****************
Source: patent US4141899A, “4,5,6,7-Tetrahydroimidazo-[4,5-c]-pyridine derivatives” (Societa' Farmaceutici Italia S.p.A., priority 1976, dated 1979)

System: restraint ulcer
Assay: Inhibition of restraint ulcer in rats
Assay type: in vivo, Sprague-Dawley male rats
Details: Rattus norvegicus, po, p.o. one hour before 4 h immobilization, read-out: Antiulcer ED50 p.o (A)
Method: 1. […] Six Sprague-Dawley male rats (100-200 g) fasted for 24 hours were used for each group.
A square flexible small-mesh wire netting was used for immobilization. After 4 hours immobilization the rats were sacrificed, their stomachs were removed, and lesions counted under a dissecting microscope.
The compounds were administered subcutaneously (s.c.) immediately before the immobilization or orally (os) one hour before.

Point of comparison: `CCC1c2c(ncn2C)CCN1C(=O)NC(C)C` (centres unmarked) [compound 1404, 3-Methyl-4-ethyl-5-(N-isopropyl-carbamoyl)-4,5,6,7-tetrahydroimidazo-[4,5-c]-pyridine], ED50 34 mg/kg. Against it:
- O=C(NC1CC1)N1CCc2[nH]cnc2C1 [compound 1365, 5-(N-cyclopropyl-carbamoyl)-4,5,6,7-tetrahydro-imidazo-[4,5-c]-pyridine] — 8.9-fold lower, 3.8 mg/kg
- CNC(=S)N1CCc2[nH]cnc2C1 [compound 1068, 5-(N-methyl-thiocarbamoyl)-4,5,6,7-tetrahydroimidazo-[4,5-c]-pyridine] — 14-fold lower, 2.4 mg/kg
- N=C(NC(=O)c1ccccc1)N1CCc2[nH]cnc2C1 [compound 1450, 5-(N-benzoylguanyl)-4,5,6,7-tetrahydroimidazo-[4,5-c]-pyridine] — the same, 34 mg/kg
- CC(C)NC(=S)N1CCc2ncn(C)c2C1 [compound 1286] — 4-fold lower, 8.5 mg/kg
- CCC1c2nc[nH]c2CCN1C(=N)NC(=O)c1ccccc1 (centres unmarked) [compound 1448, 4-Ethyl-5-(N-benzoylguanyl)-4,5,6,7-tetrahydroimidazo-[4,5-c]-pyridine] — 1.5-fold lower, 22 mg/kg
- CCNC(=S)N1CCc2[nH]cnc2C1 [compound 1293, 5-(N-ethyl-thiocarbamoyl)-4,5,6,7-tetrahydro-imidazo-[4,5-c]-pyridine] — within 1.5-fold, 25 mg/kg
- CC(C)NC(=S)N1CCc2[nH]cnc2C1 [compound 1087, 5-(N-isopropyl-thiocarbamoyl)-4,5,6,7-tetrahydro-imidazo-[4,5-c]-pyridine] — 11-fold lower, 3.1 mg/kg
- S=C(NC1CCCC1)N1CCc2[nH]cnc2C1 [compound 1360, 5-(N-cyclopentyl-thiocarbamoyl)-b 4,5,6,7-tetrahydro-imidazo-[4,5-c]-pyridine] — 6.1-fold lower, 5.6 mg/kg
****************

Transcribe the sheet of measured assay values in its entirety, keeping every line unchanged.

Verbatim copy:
Source: patent US4141899A, “4,5,6,7-Tetrahydroimidazo-[4,5-c]-pyridine derivatives” (Societa' Farmaceutici Italia S.p.A., priority 1976, dated 1979)

System: restraint ulcer
Assay: Inhibition of restraint ulcer in rats
Assay type: in vivo, Sprague-Dawley male rats
Details: Rattus norvegicus, po, p.o. one hour before 4 h immobilization, read-out: Antiulcer ED50 p.o (A)
Method: 1. […] Six Sprague-Dawley male rats (100-200 g) fasted for 24 hours were used for each group.
A square flexible small-mesh wire netting was used for immobilization. After 4 hours immobilization the rats were sacrificed, their stomachs were removed, and lesions counted under a dissecting microscope.
The compounds were administered subcutaneously (s.c.) immediately before the immobilization or orally (os) one hour before.

Point of comparison: `CCC1c2c(ncn2C)CCN1C(=O)NC(C)C` (centres unmarked) [compound 1404, 3-Methyl-4-ethyl-5-(N-isopropyl-carbamoyl)-4,5,6,7-tetrahydroimidazo-[4,5-c]-pyridine], ED50 34 mg/kg. Against it:
- O=C(NC1CC1)N1CCc2[nH]cnc2C1 [compound 1365, 5-(N-cyclopropyl-carbamoyl)-4,5,6,7-tetrahydro-imidazo-[4,5-c]-pyridine] — 8.9-fold lower, 3.8 mg/kg
- CNC(=S)N1CCc2[nH]cnc2C1 [compound 1068, 5-(N-methyl-thiocarbamoyl)-4,5,6,7-tetrahydroimidazo-[4,5-c]-pyridine] — 14-fold lower, 2.4 mg/kg
- N=C(NC(=O)c1ccccc1)N1CCc2[nH]cnc2C1 [compound 1450, 5-(N-benzoylguanyl)-4,5,6,7-tetrahydroimidazo-[4,5-c]-pyridine] — the same, 34 mg/kg
- CC(C)NC(=S)N1CCc2ncn(C)c2C1 [compound 1286] — 4-fold lower, 8.5 mg/kg
- CCC1c2nc[nH]c2CCN1C(=N)NC(=O)c1ccccc1 (centres unmarked) [compound 1448, 4-Ethyl-5-(N-benzoylguanyl)-4,5,6,7-tetrahydroimidazo-[4,5-c]-pyridine] — 1.5-fold lower, 22 mg/kg
- CCNC(=S)N1CCc2[nH]cnc2C1 [compound 1293, 5-(N-ethyl-thiocarbamoyl)-4,5,6,7-tetrahydro-imidazo-[4,5-c]-pyridine] — within 1.5-fold, 25 mg/kg
- CC(C)NC(=S)N1CCc2[nH]cnc2C1 [compound 1087, 5-(N-isopropyl-thiocarbamoyl)-4,5,6,7-tetrahydro-imidazo-[4,5-c]-pyridine] — 11-fold lower, 3.1 mg/kg
- S=C(NC1CCCC1)N1CCc2[nH]cnc2C1 [compound 1360, 5-(N-cyclopentyl-thiocarbamoyl)-b 4,5,6,7-tetrahydro-imidazo-[4,5-c]-pyridine] — 6.1-fold lower, 5.6 mg/kg